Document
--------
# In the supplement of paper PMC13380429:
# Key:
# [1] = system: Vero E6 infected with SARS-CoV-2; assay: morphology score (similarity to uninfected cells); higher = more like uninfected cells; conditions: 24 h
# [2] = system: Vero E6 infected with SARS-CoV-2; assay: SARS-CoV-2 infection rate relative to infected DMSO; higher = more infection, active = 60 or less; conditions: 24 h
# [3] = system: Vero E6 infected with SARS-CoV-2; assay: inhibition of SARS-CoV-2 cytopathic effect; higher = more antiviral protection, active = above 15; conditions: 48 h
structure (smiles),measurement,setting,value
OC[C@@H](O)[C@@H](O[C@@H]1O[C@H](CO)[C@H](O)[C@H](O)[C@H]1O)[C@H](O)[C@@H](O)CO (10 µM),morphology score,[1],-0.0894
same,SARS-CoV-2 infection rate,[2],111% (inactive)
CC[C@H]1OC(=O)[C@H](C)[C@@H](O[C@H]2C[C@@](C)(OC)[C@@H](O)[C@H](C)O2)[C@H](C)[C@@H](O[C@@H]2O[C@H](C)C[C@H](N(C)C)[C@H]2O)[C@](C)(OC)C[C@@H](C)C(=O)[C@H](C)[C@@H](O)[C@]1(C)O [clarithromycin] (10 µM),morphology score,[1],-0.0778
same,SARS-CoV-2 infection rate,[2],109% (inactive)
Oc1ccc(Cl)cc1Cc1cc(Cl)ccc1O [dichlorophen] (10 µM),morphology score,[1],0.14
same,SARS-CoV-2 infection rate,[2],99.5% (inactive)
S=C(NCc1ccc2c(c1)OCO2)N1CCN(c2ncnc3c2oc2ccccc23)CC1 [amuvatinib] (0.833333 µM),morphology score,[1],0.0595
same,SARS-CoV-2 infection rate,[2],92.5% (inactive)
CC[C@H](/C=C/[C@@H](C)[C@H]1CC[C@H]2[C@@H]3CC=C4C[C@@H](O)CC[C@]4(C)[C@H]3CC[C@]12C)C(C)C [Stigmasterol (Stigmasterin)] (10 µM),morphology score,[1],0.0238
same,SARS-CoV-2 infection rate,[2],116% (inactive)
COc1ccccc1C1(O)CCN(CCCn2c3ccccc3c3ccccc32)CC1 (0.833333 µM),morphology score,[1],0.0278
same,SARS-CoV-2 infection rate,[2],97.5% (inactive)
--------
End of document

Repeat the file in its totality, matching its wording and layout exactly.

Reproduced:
# In the supplement of paper PMC13380429:
# Key:
# [1] = system: Vero E6 infected with SARS-CoV-2; assay: morphology score (similarity to uninfected cells); higher = more like uninfected cells; conditions: 24 h
# [2] = system: Vero E6 infected with SARS-CoV-2; assay: SARS-CoV-2 infection rate relative to infected DMSO; higher = more infection, active = 60 or less; conditions: 24 h
# [3] = system: Vero E6 infected with SARS-CoV-2; assay: inhibition of SARS-CoV-2 cytopathic effect; higher = more antiviral protection, active = above 15; conditions: 48 h
structure (smiles),measurement,setting,value
OC[C@@H](O)[C@@H](O[C@@H]1O[C@H](CO)[C@H](O)[C@H](O)[C@H]1O)[C@H](O)[C@@H](O)CO (10 µM),morphology score,[1],-0.0894
same,SARS-CoV-2 infection rate,[2],111% (inactive)
CC[C@H]1OC(=O)[C@H](C)[C@@H](O[C@H]2C[C@@](C)(OC)[C@@H](O)[C@H](C)O2)[C@H](C)[C@@H](O[C@@H]2O[C@H](C)C[C@H](N(C)C)[C@H]2O)[C@](C)(OC)C[C@@H](C)C(=O)[C@H](C)[C@@H](O)[C@]1(C)O [clarithromycin] (10 µM),morphology score,[1],-0.0778
same,SARS-CoV-2 infection rate,[2],109% (inactive)
Oc1ccc(Cl)cc1Cc1cc(Cl)ccc1O [dichlorophen] (10 µM),morphology score,[1],0.14
same,SARS-CoV-2 infection rate,[2],99.5% (inactive)
S=C(NCc1ccc2c(c1)OCO2)N1CCN(c2ncnc3c2oc2ccccc23)CC1 [amuvatinib] (0.833333 µM),morphology score,[1],0.0595
same,SARS-CoV-2 infection rate,[2],92.5% (inactive)
CC[C@H](/C=C/[C@@H](C)[C@H]1CC[C@H]2[C@@H]3CC=C4C[C@@H](O)CC[C@]4(C)[C@H]3CC[C@]12C)C(C)C [Stigmasterol (Stigmasterin)] (10 µM),morphology score,[1],0.0238
same,SARS-CoV-2 infection rate,[2],116% (inactive)
COc1ccccc1C1(O)CCN(CCCn2c3ccccc3c3ccccc32)CC1 (0.833333 µM),morphology score,[1],0.0278
same,SARS-CoV-2 infection rate,[2],97.5% (inactive)